"Keep going, and don't be afraid to ask for help... You'll learn a lot, you'll progress quickly and just keep going"

But how did Cavers and his partners pull it off with a "tremendously supportive" private equity firm?

"Find the people that can give you the right advice," he says. "Without a doubt, we had the right advisors on board to help us through that process and ensure that we had a balanced outcome. We wouldn't have achieved that on our own if we didn't get the right advisors, so I would always stress to somebody that's going through a process of investment -- or looking to grow their business in a way that attracts investment -- then they should be taking some independent, external advice.

"There's been a lot of activity in our space over the last decade, which means there's a lot of knowledge from advisors. So I'd encourage anybody to speak to advisors and listen to them."

The expansion of the company didn't stop there, and just a few years later in 2017, Sumo went public, valued at £145 million. But when does a studio know when -- or even how -- an IPO could benefit it?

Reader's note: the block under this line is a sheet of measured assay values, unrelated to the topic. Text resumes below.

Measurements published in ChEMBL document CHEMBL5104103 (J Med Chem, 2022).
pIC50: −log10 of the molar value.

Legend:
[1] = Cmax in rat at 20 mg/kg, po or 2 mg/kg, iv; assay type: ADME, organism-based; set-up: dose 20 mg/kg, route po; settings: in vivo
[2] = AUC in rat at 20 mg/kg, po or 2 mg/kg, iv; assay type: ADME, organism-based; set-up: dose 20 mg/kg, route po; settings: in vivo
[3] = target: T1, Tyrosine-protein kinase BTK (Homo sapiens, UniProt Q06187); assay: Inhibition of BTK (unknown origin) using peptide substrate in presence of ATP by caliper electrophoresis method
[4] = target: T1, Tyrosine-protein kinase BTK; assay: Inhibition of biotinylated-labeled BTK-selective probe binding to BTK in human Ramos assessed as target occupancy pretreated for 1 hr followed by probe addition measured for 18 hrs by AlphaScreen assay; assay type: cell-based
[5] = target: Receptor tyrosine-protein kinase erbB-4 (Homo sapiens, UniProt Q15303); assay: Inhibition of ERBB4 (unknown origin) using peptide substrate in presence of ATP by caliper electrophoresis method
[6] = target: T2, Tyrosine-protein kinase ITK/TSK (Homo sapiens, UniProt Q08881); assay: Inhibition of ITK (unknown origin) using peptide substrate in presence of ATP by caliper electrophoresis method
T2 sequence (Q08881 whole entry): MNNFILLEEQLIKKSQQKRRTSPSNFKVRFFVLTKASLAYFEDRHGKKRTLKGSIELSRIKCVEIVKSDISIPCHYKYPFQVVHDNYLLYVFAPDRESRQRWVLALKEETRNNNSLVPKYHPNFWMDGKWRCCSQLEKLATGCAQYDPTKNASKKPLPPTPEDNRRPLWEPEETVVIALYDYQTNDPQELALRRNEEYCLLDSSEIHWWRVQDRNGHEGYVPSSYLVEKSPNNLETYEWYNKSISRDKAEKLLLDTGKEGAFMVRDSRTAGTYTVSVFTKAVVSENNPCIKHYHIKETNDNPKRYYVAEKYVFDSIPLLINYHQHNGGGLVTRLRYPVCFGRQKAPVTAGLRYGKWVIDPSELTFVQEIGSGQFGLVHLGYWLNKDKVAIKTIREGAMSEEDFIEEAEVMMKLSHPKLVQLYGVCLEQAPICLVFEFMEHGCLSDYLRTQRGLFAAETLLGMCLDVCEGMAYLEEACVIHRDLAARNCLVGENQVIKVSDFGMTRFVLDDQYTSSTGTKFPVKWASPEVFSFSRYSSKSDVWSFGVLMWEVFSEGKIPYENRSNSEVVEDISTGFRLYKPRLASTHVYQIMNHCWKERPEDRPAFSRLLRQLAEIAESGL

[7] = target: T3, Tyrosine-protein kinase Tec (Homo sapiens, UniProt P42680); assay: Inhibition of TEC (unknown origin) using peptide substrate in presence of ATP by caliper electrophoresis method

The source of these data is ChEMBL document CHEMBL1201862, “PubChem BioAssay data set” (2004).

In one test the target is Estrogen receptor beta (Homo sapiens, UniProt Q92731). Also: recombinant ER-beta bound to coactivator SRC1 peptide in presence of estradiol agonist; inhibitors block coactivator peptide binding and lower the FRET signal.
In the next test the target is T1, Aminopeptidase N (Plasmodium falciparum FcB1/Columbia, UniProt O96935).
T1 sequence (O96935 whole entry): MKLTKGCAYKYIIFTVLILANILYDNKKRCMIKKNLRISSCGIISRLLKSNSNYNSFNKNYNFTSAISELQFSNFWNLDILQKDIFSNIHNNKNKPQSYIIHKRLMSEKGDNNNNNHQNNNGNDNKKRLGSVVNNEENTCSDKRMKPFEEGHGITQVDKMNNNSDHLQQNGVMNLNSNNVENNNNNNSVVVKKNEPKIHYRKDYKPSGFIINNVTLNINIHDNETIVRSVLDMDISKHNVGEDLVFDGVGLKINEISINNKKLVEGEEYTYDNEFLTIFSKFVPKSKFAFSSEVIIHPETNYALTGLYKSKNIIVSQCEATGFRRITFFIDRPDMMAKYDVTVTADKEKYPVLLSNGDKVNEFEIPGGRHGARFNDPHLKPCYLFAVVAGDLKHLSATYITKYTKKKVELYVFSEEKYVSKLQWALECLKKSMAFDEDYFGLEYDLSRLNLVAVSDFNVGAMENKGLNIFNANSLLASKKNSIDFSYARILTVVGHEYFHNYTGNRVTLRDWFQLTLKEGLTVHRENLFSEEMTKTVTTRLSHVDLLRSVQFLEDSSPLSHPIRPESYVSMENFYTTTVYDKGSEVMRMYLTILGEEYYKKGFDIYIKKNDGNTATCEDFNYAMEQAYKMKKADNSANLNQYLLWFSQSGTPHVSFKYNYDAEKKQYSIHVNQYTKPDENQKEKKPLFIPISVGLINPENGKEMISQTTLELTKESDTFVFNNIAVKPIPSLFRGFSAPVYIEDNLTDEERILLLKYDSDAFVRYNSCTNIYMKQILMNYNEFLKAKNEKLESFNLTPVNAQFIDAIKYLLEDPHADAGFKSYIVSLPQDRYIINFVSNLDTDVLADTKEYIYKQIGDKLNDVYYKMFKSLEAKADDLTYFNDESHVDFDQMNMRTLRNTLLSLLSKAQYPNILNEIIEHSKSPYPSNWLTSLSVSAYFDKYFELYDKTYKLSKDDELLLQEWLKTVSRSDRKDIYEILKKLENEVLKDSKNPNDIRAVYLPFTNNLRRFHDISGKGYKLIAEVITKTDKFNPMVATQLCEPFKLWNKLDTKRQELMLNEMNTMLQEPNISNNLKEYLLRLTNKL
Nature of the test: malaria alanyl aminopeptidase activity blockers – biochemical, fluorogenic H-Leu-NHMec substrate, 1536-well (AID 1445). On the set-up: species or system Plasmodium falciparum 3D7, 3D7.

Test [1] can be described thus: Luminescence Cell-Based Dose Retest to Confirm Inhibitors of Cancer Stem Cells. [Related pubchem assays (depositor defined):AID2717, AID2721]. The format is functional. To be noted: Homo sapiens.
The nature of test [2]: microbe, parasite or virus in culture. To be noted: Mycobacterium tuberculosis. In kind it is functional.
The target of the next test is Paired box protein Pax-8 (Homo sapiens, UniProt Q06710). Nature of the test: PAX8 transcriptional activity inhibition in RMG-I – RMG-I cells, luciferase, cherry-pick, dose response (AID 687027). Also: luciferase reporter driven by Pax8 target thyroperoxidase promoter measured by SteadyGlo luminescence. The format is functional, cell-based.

"Coming to the market allowed us to pay off the debt," Cavers explains. "And that's one of the reasons you've seen Sumo accelerating growth. So when we did the management buyout in 2014, we had 236 people; when we floated at the end of '17, we had 499 people. Today, we are 1,043 people and growing, and we wouldn't have been able to do that had we got a level of debt, because we wouldn't be able to reinvest in the business in terms of capex, locations, acquisitions. So losing the debt has been great freedom for the business."

That freedom "does come with a trade-off", though. Cavers says he has to present to the City every six months, but says it works for Sumo because he values -- and honours -- the partnership with his investors just as he does any other collaboration the company strives to honour.

"You've got to deliver what you promise, but we've always been in that environment," Cavers says. "So we treat the City like a normal project, you know? [When] we commit to a partner, we say this is what we're going to do... and that's exactly what we deliver."

Sumo Group has now grown to over 1,000 employees, with its studio footprint stretching from North England to India